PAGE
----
On May 19 Historic Seattle held its InterUrban event, “Project Belltown: Imagining Possibilities,” at Union Stables with nearly 60 people gathering for a visioning exercise around a real-life project site in the neighborhood. The event, hosted by Lease Crutcher Lewis in its beautifully rehabilitated space and co-sponsored by Friends of Historic Belltown, brought people together to think creatively about the possibilities of developing a site that includes a designated landmark and adjacent infill.
Thanks to those who helped make this happen: Marcia Wagoner, our lead moderator; our five lead facilitators, Matt Aalfs, BuildingWork LLC; Adam Alsobrook, Clark Design Group; Rick Sever, residential contractor; Vernon Abelsen, architect; and Hannah Allender, SHKS Architects; and presenters Dave Rauma, Lease Crutcher Lewis; Tiffany Jorgensen, Friends of Historic Belltown; Tom Graff, Ewing & Clark; and Brittany Shulman, Seneca Ventures.
Following the introductions, Historic Seattle’s Eugenia Woo presented the project site: the landmarked Franklin Apartments (NE corner of Fourth and Bell) and the adjacent parcels along Fourth Avenue—these north lots contain two, lower-scale commercial structures that have been altered extensively.
After laying out the three development alternatives, participants moved into smaller facilitated group discussions and considered the pros and cons of each scenario. Key questions included: What are the project goals and strengths of site? What are the potential uses for the Franklin and/or adjacent site? What are the guiding principles (i.e., fitting in, standing out, sustainability, affordability, preservation, density, etc)?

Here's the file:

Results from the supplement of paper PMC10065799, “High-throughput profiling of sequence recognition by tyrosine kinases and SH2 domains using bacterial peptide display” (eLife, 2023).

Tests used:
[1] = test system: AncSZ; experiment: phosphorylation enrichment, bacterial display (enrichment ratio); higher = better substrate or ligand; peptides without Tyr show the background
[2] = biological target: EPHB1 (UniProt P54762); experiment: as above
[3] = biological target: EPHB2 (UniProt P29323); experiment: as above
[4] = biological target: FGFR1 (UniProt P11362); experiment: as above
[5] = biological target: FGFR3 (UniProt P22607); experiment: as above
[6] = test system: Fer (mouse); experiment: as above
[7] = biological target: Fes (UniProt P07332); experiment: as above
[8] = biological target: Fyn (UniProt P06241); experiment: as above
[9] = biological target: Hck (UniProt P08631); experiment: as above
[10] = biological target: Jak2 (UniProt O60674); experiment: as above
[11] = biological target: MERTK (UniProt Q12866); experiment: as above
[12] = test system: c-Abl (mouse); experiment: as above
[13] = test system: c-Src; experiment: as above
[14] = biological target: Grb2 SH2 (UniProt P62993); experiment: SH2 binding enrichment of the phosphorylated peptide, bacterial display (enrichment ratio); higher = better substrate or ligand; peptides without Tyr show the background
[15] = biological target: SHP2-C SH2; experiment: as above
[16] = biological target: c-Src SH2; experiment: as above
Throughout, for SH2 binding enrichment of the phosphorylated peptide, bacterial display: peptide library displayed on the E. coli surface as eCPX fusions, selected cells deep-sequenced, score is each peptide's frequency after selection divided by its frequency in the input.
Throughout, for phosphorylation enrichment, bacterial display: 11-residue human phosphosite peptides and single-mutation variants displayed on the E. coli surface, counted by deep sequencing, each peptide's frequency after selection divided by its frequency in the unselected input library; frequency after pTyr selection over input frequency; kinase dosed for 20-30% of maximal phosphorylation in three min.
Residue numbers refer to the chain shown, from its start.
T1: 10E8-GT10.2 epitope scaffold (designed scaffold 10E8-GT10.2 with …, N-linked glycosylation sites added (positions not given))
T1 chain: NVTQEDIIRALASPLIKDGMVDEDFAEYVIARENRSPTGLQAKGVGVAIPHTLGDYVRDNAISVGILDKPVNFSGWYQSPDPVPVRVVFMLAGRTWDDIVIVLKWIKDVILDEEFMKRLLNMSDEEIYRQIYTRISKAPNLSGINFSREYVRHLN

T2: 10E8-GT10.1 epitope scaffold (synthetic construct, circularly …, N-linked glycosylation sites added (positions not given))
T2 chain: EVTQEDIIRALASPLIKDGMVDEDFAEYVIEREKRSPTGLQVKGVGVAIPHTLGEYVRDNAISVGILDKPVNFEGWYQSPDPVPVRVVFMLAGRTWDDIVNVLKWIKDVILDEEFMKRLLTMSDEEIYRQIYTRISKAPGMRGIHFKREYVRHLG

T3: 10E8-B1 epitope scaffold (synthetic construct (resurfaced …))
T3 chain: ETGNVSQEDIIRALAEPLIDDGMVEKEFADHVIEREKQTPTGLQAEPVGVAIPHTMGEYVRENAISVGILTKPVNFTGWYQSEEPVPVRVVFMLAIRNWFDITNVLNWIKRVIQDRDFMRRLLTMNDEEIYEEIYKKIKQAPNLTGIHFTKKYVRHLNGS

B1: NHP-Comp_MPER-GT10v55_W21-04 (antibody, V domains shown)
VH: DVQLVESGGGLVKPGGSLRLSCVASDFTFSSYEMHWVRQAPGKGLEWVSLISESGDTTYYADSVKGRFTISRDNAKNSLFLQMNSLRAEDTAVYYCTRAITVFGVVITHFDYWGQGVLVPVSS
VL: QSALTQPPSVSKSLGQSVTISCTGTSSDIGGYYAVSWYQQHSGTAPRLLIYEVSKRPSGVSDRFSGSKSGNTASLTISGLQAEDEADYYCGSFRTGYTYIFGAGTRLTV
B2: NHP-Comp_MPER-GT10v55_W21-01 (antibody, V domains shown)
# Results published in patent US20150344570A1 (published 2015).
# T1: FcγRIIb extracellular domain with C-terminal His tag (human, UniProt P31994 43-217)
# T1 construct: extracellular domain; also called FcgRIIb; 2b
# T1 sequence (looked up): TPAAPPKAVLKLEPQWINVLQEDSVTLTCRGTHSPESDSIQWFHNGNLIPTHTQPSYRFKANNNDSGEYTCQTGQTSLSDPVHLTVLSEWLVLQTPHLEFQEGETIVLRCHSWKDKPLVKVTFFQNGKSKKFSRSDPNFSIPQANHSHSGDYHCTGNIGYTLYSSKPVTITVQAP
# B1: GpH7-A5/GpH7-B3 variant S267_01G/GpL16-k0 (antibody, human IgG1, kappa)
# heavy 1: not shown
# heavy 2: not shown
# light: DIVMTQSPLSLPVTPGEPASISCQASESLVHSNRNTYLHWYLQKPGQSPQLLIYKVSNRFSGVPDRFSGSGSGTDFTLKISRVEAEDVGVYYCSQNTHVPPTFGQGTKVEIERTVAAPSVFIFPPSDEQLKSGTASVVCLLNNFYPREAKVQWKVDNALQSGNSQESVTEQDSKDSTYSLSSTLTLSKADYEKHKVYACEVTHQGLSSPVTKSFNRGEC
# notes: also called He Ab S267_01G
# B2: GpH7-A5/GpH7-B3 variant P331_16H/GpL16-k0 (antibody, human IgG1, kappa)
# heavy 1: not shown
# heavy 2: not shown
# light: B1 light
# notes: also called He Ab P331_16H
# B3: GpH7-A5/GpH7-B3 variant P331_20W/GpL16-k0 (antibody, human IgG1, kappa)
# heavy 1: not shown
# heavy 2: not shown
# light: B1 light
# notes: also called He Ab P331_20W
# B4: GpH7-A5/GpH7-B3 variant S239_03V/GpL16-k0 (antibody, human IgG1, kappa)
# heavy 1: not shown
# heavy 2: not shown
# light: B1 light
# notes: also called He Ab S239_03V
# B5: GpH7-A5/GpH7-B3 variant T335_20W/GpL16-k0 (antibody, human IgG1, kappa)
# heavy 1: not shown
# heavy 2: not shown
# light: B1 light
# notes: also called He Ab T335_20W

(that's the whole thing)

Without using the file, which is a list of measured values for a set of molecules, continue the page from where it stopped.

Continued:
The group discussions were energetic and engaging. Participants appreciated the opportunity to have open and frank conversations about what’s going on in Belltown. The groups then reconvened for brief presentations by the facilitators which were revealing in their shared commonalities.
Group 1 felt that the alternative that retained the Franklin’s integrity while accommodating context-sensitive development could be “altruistic visually.” At the same time, they agreed that density was an important consideration for addressing affordable housing. This group looked at rehabilitating the Franklin for affordable units and designing new residential towers on the adjacent parcels for market rate housing. Design considerations included building setbacks, delineation between historic and new buildings, and active alley/interior courtyard with retail shops.
The other groups came up with variations of a theme. Group 2 tried to “strike a balance” between infill development that was sensitive to its context and also visually distinctive. They grappled with big questions to help inform their approach, such as how do you fit without matching? If the roof is part of the landmark designation, how can you put something on it?
They came up with a manifesto that said “NO” to the “facadectomy approach” and rejected “that option for this project and all others of its ilk in Seattle.” Visioning concepts included street activation, as well as preserving light and air.
Group 3 distilled the defining characteristics of the site and came up with three primary goals: